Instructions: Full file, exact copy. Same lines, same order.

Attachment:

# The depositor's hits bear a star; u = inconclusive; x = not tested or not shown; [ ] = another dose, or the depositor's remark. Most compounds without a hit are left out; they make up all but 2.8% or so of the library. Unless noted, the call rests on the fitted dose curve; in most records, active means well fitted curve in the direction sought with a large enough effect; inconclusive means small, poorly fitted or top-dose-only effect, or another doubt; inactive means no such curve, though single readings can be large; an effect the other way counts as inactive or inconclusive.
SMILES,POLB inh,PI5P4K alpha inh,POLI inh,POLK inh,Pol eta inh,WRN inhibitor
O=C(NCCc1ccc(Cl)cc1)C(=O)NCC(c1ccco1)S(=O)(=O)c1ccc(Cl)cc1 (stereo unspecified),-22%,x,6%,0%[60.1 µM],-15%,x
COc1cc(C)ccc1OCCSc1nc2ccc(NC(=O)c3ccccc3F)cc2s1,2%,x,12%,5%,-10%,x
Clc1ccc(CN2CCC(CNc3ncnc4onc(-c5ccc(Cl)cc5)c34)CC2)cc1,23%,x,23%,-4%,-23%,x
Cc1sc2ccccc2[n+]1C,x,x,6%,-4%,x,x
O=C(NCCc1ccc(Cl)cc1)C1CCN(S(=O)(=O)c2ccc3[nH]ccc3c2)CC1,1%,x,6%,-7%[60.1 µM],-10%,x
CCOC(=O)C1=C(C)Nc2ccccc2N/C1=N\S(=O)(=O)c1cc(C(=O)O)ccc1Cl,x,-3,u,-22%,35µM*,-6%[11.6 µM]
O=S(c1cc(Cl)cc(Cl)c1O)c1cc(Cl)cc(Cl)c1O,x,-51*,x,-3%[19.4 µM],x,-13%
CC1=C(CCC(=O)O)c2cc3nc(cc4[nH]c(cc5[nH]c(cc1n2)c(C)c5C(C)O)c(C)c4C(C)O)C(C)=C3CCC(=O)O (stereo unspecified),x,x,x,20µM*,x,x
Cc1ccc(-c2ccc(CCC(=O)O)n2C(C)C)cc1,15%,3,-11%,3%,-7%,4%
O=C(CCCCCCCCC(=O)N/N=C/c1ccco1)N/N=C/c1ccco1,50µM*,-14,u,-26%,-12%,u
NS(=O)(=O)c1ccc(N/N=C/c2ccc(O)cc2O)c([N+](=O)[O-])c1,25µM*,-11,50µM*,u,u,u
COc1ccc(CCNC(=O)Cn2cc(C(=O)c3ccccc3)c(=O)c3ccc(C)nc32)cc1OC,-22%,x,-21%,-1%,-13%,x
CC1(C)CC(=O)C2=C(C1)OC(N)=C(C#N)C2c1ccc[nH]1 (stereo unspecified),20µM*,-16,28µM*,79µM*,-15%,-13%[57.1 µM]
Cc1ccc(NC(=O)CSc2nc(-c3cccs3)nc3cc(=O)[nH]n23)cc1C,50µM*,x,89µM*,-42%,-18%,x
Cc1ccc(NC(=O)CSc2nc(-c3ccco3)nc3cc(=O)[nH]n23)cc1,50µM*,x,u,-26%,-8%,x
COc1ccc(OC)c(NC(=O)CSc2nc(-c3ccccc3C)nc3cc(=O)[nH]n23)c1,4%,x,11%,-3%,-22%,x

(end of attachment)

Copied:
# The depositor's hits bear a star; u = inconclusive; x = not tested or not shown; [ ] = another dose, or the depositor's remark. Most compounds without a hit are left out; they make up all but 2.8% or so of the library. Unless noted, the call rests on the fitted dose curve; in most records, active means well fitted curve in the direction sought with a large enough effect; inconclusive means small, poorly fitted or top-dose-only effect, or another doubt; inactive means no such curve, though single readings can be large; an effect the other way counts as inactive or inconclusive.
SMILES,POLB inh,PI5P4K alpha inh,POLI inh,POLK inh,Pol eta inh,WRN inhibitor
O=C(NCCc1ccc(Cl)cc1)C(=O)NCC(c1ccco1)S(=O)(=O)c1ccc(Cl)cc1 (stereo unspecified),-22%,x,6%,0%[60.1 µM],-15%,x
COc1cc(C)ccc1OCCSc1nc2ccc(NC(=O)c3ccccc3F)cc2s1,2%,x,12%,5%,-10%,x
Clc1ccc(CN2CCC(CNc3ncnc4onc(-c5ccc(Cl)cc5)c34)CC2)cc1,23%,x,23%,-4%,-23%,x
Cc1sc2ccccc2[n+]1C,x,x,6%,-4%,x,x
O=C(NCCc1ccc(Cl)cc1)C1CCN(S(=O)(=O)c2ccc3[nH]ccc3c2)CC1,1%,x,6%,-7%[60.1 µM],-10%,x
CCOC(=O)C1=C(C)Nc2ccccc2N/C1=N\S(=O)(=O)c1cc(C(=O)O)ccc1Cl,x,-3,u,-22%,35µM*,-6%[11.6 µM]
O=S(c1cc(Cl)cc(Cl)c1O)c1cc(Cl)cc(Cl)c1O,x,-51*,x,-3%[19.4 µM],x,-13%
CC1=C(CCC(=O)O)c2cc3nc(cc4[nH]c(cc5[nH]c(cc1n2)c(C)c5C(C)O)c(C)c4C(C)O)C(C)=C3CCC(=O)O (stereo unspecified),x,x,x,20µM*,x,x
Cc1ccc(-c2ccc(CCC(=O)O)n2C(C)C)cc1,15%,3,-11%,3%,-7%,4%
O=C(CCCCCCCCC(=O)N/N=C/c1ccco1)N/N=C/c1ccco1,50µM*,-14,u,-26%,-12%,u
NS(=O)(=O)c1ccc(N/N=C/c2ccc(O)cc2O)c([N+](=O)[O-])c1,25µM*,-11,50µM*,u,u,u
COc1ccc(CCNC(=O)Cn2cc(C(=O)c3ccccc3)c(=O)c3ccc(C)nc32)cc1OC,-22%,x,-21%,-1%,-13%,x
CC1(C)CC(=O)C2=C(C1)OC(N)=C(C#N)C2c1ccc[nH]1 (stereo unspecified),20µM*,-16,28µM*,79µM*,-15%,-13%[57.1 µM]
Cc1ccc(NC(=O)CSc2nc(-c3cccs3)nc3cc(=O)[nH]n23)cc1C,50µM*,x,89µM*,-42%,-18%,x
Cc1ccc(NC(=O)CSc2nc(-c3ccco3)nc3cc(=O)[nH]n23)cc1,50µM*,x,u,-26%,-8%,x
COc1ccc(OC)c(NC(=O)CSc2nc(-c3ccccc3C)nc3cc(=O)[nH]n23)c1,4%,x,11%,-3%,-22%,x